It was a few minutes past 7 a.m., and our day in the Evening Independent newsroom had just begun.
I was chatting with our police reporter, Bill Heltzel and Jack Alexander, the city editor. The police scanner suddenly stopped all conversation. "The bridge is down! The bridge is down! People are in the water!" said a voice we later learned was John Lerro, pilot of the MS Summit Venture. We looked at each other in disbelief. He couldn't be talking about the Skyway, could he?
His frantic exchanges with the Coast Guard removed any doubt.
Heltzel had the keys to the news car, and we sprinted through driving rain to the parking lot. Bill drove like a madman, while I shrugged into an old green Boy Scout poncho I'd grabbed from my desk drawer and prayed we didn't die in a car accident on our way to the biggest story either of us was likely to cover. The rain had let up a little by the time we got to the north toll booth. We paused just long enough to realize the toll takers were in shock and police had not yet closed the approach.
We headed for the top of the bridge.
We had no way of knowing how much of the span was gone, but we could see that we were ascending a roadway that ended in nothing but sky. Bill slowed the car to a crawl and we edged to the top where we could see a slanted section of metal bridgework pointed into nothing.
A small yellow Buick Skylark sat just a few feet from the abyss, at an angle as if it had skidded to a stop. A Florida Highway Patrol car sat a little farther away with two men in the back seat. I peered through the grating near the end of the bridge and saw through the water the wheels of an upside down bus, lying in a tangle of steel and concrete rubble. Suitcases and clothing floated above the debris and trailed from the windows of the bus.
The freighter Summit Venture sat nearly beneath the bridge, a section of concrete roadway draped across its bow. I was stunned and a little queasy. People had died here only a few minutes ago.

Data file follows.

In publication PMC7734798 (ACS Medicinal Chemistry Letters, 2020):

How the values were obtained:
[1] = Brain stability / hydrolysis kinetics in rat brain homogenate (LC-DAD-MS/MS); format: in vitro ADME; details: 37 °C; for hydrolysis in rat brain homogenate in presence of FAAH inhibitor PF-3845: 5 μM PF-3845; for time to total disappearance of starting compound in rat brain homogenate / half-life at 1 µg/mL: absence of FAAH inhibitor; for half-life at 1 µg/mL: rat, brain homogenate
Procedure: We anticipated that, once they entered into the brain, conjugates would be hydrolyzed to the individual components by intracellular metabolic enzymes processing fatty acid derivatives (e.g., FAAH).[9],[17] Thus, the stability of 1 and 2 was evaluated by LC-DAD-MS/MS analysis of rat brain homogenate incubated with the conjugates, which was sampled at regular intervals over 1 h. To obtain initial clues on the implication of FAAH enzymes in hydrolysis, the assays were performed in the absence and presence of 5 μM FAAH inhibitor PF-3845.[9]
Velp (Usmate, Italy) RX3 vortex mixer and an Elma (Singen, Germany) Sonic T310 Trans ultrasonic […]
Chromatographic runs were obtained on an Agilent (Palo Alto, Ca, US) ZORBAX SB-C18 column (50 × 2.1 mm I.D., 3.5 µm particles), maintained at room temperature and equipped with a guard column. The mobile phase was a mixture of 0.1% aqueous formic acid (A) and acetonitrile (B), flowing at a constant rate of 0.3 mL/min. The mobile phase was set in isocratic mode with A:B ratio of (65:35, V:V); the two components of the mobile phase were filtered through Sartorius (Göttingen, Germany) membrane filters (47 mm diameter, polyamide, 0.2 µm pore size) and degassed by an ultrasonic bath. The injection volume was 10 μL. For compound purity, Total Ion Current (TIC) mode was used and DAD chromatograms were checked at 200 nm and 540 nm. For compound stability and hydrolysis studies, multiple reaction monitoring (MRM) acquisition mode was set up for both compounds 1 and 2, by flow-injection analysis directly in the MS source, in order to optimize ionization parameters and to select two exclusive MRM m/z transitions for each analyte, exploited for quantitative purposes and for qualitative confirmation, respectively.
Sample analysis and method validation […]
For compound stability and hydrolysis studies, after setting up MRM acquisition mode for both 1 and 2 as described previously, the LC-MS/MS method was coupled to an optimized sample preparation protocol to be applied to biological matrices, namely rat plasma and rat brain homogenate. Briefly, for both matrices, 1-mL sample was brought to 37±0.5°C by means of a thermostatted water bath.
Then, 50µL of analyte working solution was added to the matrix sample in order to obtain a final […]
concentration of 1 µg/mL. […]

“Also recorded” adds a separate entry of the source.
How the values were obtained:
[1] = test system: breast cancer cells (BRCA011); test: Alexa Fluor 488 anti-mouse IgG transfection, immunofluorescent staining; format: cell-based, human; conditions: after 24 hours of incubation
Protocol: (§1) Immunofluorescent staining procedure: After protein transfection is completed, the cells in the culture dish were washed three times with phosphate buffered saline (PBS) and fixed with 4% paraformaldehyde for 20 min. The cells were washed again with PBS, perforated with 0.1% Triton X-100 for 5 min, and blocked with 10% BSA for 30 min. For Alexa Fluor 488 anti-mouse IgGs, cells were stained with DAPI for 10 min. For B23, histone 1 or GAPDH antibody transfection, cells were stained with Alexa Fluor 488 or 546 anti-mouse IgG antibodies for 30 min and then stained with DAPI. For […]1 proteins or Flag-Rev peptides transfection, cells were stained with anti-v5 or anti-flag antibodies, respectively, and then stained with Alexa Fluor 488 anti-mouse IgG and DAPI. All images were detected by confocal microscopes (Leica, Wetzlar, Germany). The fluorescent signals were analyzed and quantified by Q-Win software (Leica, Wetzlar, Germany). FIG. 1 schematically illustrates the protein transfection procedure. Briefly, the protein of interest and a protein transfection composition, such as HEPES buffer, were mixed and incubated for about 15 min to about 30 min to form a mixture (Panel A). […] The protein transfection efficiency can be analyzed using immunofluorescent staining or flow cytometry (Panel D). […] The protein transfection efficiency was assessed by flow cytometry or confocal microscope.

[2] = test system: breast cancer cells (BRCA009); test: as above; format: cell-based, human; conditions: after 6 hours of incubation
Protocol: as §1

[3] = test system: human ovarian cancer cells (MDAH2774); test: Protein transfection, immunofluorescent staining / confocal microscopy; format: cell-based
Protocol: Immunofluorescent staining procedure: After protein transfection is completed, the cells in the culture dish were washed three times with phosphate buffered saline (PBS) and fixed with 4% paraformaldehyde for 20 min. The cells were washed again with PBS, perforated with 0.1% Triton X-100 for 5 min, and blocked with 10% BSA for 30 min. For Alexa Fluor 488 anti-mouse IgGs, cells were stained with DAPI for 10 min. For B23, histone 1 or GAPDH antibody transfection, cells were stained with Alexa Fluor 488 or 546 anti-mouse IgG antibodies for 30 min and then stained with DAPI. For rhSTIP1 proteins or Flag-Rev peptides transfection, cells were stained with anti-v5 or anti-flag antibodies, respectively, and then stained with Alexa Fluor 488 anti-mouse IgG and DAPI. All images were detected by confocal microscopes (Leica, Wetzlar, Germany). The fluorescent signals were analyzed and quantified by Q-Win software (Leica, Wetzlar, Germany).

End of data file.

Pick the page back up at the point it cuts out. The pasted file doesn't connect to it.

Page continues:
Through an open window, I introduced myself to one of the men in the FHP car. His hands were shaking so badly that he had trouble lighting a cigarette.
He said his name was Richard Hornbuckle. He had tried to shove the Skylark's brake pedal through the floorboard when he saw vehicles ahead of him tumble into the water; his front wheels skidded to a stop less than two feet from the abyss. Despite the scare, he had taken time to remove his golf clubs from the Buick's trunk.
We didn't have cell phones in those days, and regular commuters who had crossed the bridge without incident were unable to immediately reassure frantic relatives. Some of them rushed to the scene, including one woman who grabbed my arm when she saw me talking to our city desk on a two-way radio.
It was several hours since the bridge fell, and she hadn't heard from her husband, Wesley MacIntire. He was driving a pickup truck across the bridge shortly after 7 a.m. I directed her to emergency personnel without telling her that I had seen rescue workers load a man into an ambulance who had been fished from the water. I had heard he was driving a pickup truck and had been rescued by the ship's crew, but did not know his identity. I learned later that it was MacIntire, the only person to go off the bridge and survive.
The rest of that day is a chaotic blur. Cops and emergency personnel were everywhere, and by the end of the day the scene was crawling with reporters from all over the country.
When I saw the first aerial pictures that evening, my knees shook a little. I could see my old green poncho out near the end of the broken span, where it sloped toward the bay and was supported by nothing but air.
Don McBride retired in 2009 after a combined 30 years with the Evening Independent and St. Petersburg Times. The Independent closed in 1986.